NSR: Land surface processes and summer cloud-precipitation characteristics in the Tibetan Plateau and their effects on downstream weather


Land surface processes and summer cloud-precipitation characteristics in the Tibetan Plateau (TP) have significant impacts on downstream weather and climate changes. They are also the keys to understand Asian monsoon system and atmospheric circulation changes in the Northern Hemisphere. In order to improve the quantitative understanding of the land-atmosphere interaction on the TP, China and relevant international organizations have conducted many systematic atmospheric scientific experiments on the TP and very fruitful scientific understandings of land-atmosphere interactions have been achieved. 
Figure 1. Schematic diagram of land-atmosphere interaction, cloud-precipitation and their impacts
In a paper published in National Science Review (NSR), recent progresses in land-atmosphere interaction, cloud-precipitation characteristics and their impacts on downstream weather were systematically reviewed. The authors include Prof. Yaoming Ma (from Key Laboratory of Tibetan Environment Changes and Land Surface Processes, Institute of Tibetan Plateau Research, Chinese Academy of Sciences, CAS Center for Excellence in Tibetan Plateau Earth Sciences and University of Chinese Academy of Sciences), Prof. Yunfei Fu (from School of Earth and Space Sciences, University of Science and Technology of China) and other well-known scholars in related fields. The main conclusions were summarized as follows:
(1) It was found that for the key characteristic parameters in land-atmosphere interaction, aerodynamic roughness length was one order of magnitude larger than thermodynamic roughness length in the TP. The excess resistance to heat transfer exhibited obvious diurnal variation.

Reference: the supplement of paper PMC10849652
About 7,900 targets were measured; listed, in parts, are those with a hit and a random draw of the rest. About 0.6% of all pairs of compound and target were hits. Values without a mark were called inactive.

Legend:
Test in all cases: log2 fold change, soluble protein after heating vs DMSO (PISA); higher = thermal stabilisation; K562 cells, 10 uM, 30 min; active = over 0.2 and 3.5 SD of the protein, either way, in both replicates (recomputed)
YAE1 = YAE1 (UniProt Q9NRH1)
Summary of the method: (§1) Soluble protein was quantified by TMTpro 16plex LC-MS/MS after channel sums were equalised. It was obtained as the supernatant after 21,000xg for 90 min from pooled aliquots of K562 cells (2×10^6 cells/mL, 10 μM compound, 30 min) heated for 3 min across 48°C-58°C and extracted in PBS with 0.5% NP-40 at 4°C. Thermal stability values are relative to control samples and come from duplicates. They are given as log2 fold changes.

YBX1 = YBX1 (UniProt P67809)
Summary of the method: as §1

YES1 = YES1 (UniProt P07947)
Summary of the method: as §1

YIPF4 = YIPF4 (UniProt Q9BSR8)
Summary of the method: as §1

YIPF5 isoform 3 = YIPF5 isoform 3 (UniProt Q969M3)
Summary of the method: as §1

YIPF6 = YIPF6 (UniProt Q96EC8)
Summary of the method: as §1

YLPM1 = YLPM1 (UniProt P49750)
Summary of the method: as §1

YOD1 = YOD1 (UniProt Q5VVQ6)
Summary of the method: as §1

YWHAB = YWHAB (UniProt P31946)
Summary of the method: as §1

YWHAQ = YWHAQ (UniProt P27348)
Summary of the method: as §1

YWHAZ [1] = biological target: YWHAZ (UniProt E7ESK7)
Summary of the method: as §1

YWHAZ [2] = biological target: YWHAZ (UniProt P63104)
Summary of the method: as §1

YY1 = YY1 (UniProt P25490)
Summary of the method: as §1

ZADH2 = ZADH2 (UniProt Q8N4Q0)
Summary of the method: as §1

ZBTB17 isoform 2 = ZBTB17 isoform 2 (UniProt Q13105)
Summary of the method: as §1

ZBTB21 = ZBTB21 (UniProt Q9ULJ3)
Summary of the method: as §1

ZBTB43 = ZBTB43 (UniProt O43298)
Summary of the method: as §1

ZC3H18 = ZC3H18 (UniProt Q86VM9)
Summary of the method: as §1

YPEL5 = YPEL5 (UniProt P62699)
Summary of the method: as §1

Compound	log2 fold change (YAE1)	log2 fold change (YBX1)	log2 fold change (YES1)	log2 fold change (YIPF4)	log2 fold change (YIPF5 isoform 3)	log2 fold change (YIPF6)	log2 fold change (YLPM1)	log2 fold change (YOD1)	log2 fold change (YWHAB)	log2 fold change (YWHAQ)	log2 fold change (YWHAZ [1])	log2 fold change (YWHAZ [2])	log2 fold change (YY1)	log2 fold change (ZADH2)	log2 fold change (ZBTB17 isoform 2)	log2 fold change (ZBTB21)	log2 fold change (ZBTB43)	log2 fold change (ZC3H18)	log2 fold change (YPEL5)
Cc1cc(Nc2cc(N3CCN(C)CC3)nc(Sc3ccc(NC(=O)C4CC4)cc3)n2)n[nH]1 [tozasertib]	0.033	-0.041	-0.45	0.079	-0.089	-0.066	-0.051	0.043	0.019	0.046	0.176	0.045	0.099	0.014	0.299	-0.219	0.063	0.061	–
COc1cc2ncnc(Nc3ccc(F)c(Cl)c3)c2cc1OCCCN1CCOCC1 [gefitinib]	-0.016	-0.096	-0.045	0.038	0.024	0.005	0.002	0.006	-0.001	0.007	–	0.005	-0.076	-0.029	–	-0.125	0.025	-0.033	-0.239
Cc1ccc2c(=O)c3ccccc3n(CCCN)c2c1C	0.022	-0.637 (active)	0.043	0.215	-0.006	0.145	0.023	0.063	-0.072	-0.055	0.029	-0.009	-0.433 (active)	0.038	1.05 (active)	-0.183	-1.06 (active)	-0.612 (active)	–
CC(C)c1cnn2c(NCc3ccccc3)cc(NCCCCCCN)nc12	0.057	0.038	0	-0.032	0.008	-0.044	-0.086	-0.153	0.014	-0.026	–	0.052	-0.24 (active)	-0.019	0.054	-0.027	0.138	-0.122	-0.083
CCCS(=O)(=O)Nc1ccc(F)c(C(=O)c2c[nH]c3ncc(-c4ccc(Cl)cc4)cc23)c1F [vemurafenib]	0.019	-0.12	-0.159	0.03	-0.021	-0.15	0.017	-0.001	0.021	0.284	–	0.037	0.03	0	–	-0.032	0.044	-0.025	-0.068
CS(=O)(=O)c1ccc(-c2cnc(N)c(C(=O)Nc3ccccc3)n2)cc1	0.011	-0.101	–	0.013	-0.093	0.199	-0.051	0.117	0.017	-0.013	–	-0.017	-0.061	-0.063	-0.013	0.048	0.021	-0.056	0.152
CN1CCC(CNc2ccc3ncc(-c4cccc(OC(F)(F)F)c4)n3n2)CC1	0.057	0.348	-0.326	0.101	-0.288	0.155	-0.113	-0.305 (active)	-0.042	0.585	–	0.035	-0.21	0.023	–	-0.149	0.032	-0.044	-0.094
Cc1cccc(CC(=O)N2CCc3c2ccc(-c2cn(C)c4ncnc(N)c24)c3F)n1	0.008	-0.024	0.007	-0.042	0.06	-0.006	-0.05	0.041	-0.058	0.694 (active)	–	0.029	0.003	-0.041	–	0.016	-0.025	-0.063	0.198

(2) Remote sensing parameterization schemes for multi-source satellites have been developed, which extended the 'point' land-atmosphere flux observation to the entire TP. The temporal resolution of estimated land surface heat fluxes was also improved from days to hours. In the context of TP warming and wetting, the sensible heat flux decreased overall while the latent heat flux increased from 2001 to 2012
(3) The precipitation wet biases modeled by WRF over the TP can be effectively reduced by taking turbulent orographic form drag of complex terrain into account. It was also revealed that soil frozen-thawing significantly affects the soil water and energy budget. It will further enhance the TP’s thermal forcing to the subtropical westerlies and affect stationary Rossby wave train propagation in middle latitudes.
(4) Diurnal variations of cloud macroscopic and microphysical parameters, together with dynamical characteristics inside clouds were revealed. The vertical distributions of cloud phases and particle size in deep convective clouds were also identified.
(5) It was found that the intensity and frequency of precipitation increased from the western TP towards the eastern and southeastern TP, while the storm top altitudes showed contrary trends. The weak deep convective precipitation was the dominant precipitation form in the TP. The thickness of the precipitation cloud was actually compressed by the TP terrain leading to the precipitation profiles difference between the TP and non-plateau regions.
(6) It was revealed that the eastward propagation of convective systems caused by TP heating had profound impacts on the downstream rainstorms over the Yangtze River Basin. The mechanisms were mainly attributed to the interactions among the TP heating, South Asian High, and the western Pacific subtropical high.
Figure 2. Seasonal variations in sensible heat flux (a) and latent heat flux (b) in 2008 over the TP
Despite great progresses, the following aspects are still challenging and deserve further systematic investigations. First, the weather systems in the TP should be rigorously followed to study the land-atmosphere energy and water exchanges, especially before and after the precipitation. The second is how to use cloud models and weather models to correctly simulate the physical processes of cloud and precipitation. The third is how to get an accurate latent heat profile of cloud precipitation in the TP from the observed data in order to evaluate the latent heat structure of the model. The fourth is to understand changes in the cloud thermodynamic structure during the eastward migration of cloud clusters in the TP, and how such changes can stimulate the severe convective weather downstream. The fifth is to investigate the climate effects of absorbing aerosols over the TP. 
This study was jointly supported by the National Natural Science Foundation of China (NSFC) and the Strategic Priority Research Program of Chinese Academy of Sciences (Pan-TPE). The paper with the title of “Land surface processes and summer cloud-precipitation characteristics in the Tibetan Plateau and their effects on downstream weather: a review and perspective” was recently published in National Science Review (NSR).